There are few modern dangers as pressing and as polarizing a global warming. On the one side, you’ve got the alarmists who are predicting that a runaway greenhouse effect could render large portions of the earth uninhabitable within 50 years. On the other hand, there are climate change deniers who refute empirical scientific evidence and claim that the entire global warming scare is nothing more than a widely spread hoax. However, the reality of the situation is that yes, the earth is currently going through a period of global climate change, as it has done many times in the past. What has many people worried today is the abruptness with which the world climate is changing, and the possible connection this change has with human pollution trends. Here are a few facts about climate change, and some ideas on how humanity can do their part to slow its progression.
1. Arctic ice is decreasing at an alarming rate
People tend to get the impression that the ice sheets that surround the north pole are unchanging and eternal. However, this isn’t the case. The amount of ice on the poles fluctuates from year to year, sometimes decreasing, sometimes increasing. However, when viewed over the space of several decades,it becomes apparent that the overall amount of ice is decreasing year by year. This would indicate a trend towards higher temperatures worldwide.
2. Carbon Dioxide can be naturally absorbed and recycled by the environment, but humanity is producing CO2 faster than it can be broken down
The Antarctic Ocean is one of the most important CO2 recyclers in the world. In the past, it has been known to be capable of absorbing approximately 15% of the world’s CO2, which has been shown to act as a greenhouse gas and one of the major contributing factors to global warming. The other oceans recycle their fair-share of CO2 as well. When combined with other natural CO2 recyclers, the earth is able to absorb only about half of the CO2 produced by humanity. This leaves the the other half to simply stagnate in the atmosphere.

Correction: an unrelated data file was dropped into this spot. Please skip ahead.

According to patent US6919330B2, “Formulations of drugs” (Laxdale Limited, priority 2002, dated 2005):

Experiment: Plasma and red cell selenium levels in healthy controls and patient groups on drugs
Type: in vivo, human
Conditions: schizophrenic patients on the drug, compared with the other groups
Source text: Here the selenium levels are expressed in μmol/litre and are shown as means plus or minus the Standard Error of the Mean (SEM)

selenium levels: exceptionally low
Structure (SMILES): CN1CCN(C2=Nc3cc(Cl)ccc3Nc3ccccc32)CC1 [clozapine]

3. Average worldwide temperatures are increasing, and they are doing so at an increasing rate
Since 1880, the average world temperature has increased by 1.4 degrees fahrenheit. That may not sound like a whole lot, but when one also considers that the rate by which the temperatures are increasing, it becomes somewhat more alarming. The Intergovernmental Panel on Climate Change (IPCC) has reported that 11 of the last 12 years were in the top dozen warmest years on record since 1850. This means that temperature could continue to increase exponentially.
However, that doesn’t mean that nothing can be done. In order to stabilize global climate change, we’re going to have to learn to embrace clean, renewable alternate energy sources—and we need to do it soon. Many countries have already begun to use alternate energy, but the change needs to happen on a global scale. That means that everyone, from government organizations, to businesses, to individuals, are going to have to make lasting changes in the way that they operate. For starters, automobile use in developed nations needs to be reduced. Simply replacing conventional gasoline-powered cars with hybrids or fully electric automobiles does little to help the environment, considering the negative impact that the production of car batteries has on the environment, and the fact that the electricity used to power the cars is normally generated in coal-burning power plants (which are believed to be the primary cause of global warming in the first place).
At the same time, clean energy sources such solar power should be further investigated. Individuals can now work with existing home automation companies such as Vivint or Solar City to install simple solar panels on their homes to help cut back on personal reliance on unclean grid electricity.
Global climate change is happening, but things aren’t as badly off as some would have you believe. With some changes to our personal lifestyles, we can help slow the negative effects of global climate change, and develop new techniques to help keep our planet beautiful, productive, and as habitable as possible.